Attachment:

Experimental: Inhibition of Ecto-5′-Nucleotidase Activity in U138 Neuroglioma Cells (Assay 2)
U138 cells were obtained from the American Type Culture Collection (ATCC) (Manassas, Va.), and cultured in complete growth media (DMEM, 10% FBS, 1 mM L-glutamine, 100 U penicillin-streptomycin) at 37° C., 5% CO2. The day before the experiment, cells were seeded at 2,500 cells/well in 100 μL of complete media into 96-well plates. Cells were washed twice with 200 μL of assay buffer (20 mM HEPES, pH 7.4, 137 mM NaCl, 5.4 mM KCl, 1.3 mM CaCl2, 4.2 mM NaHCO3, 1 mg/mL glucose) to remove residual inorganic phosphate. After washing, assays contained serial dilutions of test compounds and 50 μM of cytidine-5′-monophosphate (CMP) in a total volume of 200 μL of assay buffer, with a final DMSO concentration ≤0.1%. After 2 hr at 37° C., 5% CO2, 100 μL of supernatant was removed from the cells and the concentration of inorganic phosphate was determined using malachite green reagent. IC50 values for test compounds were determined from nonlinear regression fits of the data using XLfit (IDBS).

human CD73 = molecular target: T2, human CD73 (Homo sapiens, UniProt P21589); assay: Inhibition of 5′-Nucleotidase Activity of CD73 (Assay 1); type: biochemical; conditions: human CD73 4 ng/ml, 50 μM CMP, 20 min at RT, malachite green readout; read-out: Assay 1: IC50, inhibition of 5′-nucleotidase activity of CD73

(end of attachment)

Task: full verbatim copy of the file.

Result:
Experimental: Inhibition of Ecto-5′-Nucleotidase Activity in U138 Neuroglioma Cells (Assay 2)
U138 cells were obtained from the American Type Culture Collection (ATCC) (Manassas, Va.), and cultured in complete growth media (DMEM, 10% FBS, 1 mM L-glutamine, 100 U penicillin-streptomycin) at 37° C., 5% CO2. The day before the experiment, cells were seeded at 2,500 cells/well in 100 μL of complete media into 96-well plates. Cells were washed twice with 200 μL of assay buffer (20 mM HEPES, pH 7.4, 137 mM NaCl, 5.4 mM KCl, 1.3 mM CaCl2, 4.2 mM NaHCO3, 1 mg/mL glucose) to remove residual inorganic phosphate. After washing, assays contained serial dilutions of test compounds and 50 μM of cytidine-5′-monophosphate (CMP) in a total volume of 200 μL of assay buffer, with a final DMSO concentration ≤0.1%. After 2 hr at 37° C., 5% CO2, 100 μL of supernatant was removed from the cells and the concentration of inorganic phosphate was determined using malachite green reagent. IC50 values for test compounds were determined from nonlinear regression fits of the data using XLfit (IDBS).

human CD73 = molecular target: T2, human CD73 (Homo sapiens, UniProt P21589); assay: Inhibition of 5′-Nucleotidase Activity of CD73 (Assay 1); type: biochemical; conditions: human CD73 4 ng/ml, 50 μM CMP, 20 min at RT, malachite green readout; read-out: Assay 1: IC50, inhibition of 5′-nucleotidase activity of CD73